These exotic "black pearls" are the stuff of legend.
Just the mention of black Tahitian pearls, conjures up thoughts of deep tropical waters, swaying palm trees and good men gone mad in search of them.
Below are three quick facts I think everybody should know before making the decision to purchase Tahitian Pearls.
#1 - Tahitian pearls are not grown in Tahiti.
Tahiti is the main island hub of French Polynesia, but Tahiti itself does not actually produce pearls.
Tahitian pearls are grown in French Polynesia, a group of 5 island archipelagos. Most of the pearl production comes from the
Tuamotu Archipelago and Gambier Islands, but all pearls are then sent to Tahiti to be exported.
This group of small islands covers the size the Europe, yet only has a land surface of around 1500 square miles!
*I should also note that Tahitian pearls don't come from Hawaii either, regardless what that sales clerk told you.
#2 - "Black" Tahitian pearls aren't actually black
When discussing the color of Tahitian pearls(or pearls in general) the term "black" is used to describe pearls with dark body colors.
It could be blue, purple, green, brown, silver -- but never a true black.
In addition to the body color, Tahitian pearls can display an amazing range of overtones(especially the circle and baroque shapes).
Traditionally the most sought after(expensive) Tahitian pearls will have a dark green body color and peacock(think oil slick) overtones.
Pearls that look something like this:
That said, in the last few years we've really seen an increased appreciation for the full range of colors possible
This multi-color strand shows how different the colors can be:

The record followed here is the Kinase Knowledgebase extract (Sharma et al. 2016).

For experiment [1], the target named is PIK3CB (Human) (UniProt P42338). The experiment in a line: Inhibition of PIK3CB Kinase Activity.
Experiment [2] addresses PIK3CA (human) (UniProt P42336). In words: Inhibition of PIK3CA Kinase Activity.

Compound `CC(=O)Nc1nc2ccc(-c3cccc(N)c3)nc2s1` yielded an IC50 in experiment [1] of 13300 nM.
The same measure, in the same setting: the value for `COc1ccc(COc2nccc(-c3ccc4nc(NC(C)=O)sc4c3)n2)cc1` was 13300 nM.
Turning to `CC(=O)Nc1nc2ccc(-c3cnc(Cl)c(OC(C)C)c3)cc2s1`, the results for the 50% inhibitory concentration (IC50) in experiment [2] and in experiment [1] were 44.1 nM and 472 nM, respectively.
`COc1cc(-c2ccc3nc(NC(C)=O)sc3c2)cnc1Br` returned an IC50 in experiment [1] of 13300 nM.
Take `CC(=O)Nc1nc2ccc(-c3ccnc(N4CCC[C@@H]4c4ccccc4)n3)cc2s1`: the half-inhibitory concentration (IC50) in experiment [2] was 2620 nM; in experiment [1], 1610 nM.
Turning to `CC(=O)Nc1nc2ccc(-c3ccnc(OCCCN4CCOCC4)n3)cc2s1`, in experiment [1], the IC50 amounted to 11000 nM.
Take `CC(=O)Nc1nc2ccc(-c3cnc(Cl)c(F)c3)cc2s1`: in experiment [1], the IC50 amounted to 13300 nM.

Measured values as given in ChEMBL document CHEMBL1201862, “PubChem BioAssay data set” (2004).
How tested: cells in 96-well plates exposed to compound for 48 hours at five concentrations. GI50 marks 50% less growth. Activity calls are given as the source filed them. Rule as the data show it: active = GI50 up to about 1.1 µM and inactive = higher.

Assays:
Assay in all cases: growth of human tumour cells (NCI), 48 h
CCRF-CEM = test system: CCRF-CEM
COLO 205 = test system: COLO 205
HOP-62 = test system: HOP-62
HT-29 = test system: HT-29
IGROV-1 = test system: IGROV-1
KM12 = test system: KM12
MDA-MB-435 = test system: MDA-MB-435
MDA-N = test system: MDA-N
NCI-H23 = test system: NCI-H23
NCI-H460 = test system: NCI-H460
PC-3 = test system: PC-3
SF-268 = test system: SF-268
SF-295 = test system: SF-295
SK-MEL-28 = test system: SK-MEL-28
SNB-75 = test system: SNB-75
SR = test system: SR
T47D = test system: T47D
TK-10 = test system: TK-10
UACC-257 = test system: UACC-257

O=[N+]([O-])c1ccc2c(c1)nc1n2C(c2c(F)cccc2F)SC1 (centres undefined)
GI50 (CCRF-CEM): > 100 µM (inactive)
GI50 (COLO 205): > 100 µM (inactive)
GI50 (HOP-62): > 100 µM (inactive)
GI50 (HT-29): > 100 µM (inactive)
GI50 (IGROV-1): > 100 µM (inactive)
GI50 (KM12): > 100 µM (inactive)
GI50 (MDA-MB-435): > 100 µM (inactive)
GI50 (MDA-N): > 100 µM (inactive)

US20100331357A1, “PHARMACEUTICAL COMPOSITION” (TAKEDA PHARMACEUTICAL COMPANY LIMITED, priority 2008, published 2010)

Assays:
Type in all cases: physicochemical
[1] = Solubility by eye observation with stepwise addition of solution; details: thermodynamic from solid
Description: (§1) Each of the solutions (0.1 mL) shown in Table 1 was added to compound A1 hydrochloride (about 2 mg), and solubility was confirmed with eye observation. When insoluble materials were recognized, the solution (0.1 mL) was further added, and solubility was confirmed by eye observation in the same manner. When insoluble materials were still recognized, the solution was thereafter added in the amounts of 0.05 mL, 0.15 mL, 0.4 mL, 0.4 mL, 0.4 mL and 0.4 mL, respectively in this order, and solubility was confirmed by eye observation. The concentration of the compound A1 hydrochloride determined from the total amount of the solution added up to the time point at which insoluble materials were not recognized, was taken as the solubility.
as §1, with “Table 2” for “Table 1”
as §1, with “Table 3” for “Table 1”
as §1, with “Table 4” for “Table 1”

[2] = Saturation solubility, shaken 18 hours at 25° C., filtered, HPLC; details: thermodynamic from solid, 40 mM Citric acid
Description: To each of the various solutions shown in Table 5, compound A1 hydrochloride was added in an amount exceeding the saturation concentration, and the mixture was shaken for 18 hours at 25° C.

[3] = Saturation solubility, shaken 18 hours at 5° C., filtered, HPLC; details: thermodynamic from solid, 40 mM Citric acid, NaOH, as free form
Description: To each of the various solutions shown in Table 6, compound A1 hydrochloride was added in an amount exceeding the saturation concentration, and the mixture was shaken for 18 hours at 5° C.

*It's important to note that Tahitian pearls are the only naturally "black" pearls. Black Akoya and black freshwater pearls are dyed.
#3 Tahitian pearls come in many shapes (and that's a good thing!)
Tahitian pearls are bead nucleated.
Which means the pearl farmer will very skillfully insert a round shell bead inside the oyster.
With the hope that the oyster will produce a round pearl.
The bead DOES increase the chance of a creating a round Tahitian pearl, but mother nature is still in charge of this operation.
And in fact less than 10% of harvested pearls will be round
The shapes will normally fill into 4 categories:
- near round
- circle (a type of baroque pearl)
Why you want to consider baroque pearls....
In a word - COLOR!
The shape of baroque pearls allow for light to reflect from many different angles, making overtones really pop.
The most colorful strands are always the baroque and circle shaped pearls.
Baroque Tahitian Pearls:
"Circle" Tahitian Pearls:
If you found this info helpful... Leave a comment below.